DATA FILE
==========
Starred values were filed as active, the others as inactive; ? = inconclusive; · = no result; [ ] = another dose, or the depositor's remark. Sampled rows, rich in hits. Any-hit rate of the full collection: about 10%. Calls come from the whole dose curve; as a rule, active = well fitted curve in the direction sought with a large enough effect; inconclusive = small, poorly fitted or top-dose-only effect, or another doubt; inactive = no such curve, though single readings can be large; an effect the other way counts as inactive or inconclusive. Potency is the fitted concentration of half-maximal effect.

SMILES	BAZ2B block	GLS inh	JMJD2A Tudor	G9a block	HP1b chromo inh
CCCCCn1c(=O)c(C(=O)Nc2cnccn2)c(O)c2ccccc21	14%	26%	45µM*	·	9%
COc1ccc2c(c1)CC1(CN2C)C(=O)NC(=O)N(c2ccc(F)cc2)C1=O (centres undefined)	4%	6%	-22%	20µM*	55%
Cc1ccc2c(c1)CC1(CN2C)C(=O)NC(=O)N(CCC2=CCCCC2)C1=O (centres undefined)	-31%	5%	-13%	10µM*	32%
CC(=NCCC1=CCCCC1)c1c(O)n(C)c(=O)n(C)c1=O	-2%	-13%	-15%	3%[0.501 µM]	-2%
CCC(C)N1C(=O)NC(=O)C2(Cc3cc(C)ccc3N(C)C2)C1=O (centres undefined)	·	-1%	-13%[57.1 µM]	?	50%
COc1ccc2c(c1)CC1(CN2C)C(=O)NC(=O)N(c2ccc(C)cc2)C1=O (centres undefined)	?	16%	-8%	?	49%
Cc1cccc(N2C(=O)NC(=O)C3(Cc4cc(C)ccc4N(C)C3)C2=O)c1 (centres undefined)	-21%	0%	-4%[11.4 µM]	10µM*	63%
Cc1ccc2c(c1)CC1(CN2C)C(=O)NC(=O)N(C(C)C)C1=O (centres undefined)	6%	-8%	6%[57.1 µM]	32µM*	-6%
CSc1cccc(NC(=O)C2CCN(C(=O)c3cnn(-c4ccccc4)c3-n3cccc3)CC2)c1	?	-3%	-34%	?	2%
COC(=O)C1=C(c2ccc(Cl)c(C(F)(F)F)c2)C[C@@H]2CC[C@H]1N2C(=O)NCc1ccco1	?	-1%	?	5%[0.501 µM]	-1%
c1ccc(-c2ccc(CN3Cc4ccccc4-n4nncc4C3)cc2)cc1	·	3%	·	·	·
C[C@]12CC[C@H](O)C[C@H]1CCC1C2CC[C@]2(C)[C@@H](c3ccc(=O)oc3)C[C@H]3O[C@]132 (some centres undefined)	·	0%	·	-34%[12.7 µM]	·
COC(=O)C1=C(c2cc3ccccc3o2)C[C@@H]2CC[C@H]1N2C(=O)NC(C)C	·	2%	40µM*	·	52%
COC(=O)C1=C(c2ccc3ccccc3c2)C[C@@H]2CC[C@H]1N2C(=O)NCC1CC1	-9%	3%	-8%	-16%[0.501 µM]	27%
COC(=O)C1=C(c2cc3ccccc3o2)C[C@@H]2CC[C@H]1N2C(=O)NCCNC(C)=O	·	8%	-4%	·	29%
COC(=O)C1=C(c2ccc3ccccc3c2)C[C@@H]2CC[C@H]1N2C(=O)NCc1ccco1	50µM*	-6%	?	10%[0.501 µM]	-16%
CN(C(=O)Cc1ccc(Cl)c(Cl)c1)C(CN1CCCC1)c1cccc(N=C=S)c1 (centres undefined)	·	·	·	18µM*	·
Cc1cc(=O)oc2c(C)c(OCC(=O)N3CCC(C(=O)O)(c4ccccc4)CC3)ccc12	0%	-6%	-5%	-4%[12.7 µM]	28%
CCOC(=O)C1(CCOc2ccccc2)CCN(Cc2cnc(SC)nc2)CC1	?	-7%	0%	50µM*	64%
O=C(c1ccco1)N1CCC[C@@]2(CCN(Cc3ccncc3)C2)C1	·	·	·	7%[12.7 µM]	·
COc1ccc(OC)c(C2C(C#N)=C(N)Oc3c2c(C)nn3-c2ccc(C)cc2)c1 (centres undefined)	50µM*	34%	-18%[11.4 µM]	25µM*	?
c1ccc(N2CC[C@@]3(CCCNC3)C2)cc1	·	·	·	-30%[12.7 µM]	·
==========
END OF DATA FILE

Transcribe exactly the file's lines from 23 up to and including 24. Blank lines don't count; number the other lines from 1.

COc1ccc(OC)c(C2C(C#N)=C(N)Oc3c2c(C)nn3-c2ccc(C)cc2)c1 (centres undefined)	50µM*	34%	-18%[11.4 µM]	25µM*	?
c1ccc(N2CC[C@@]3(CCCNC3)C2)cc1	·	·	·	-30%[12.7 µM]	·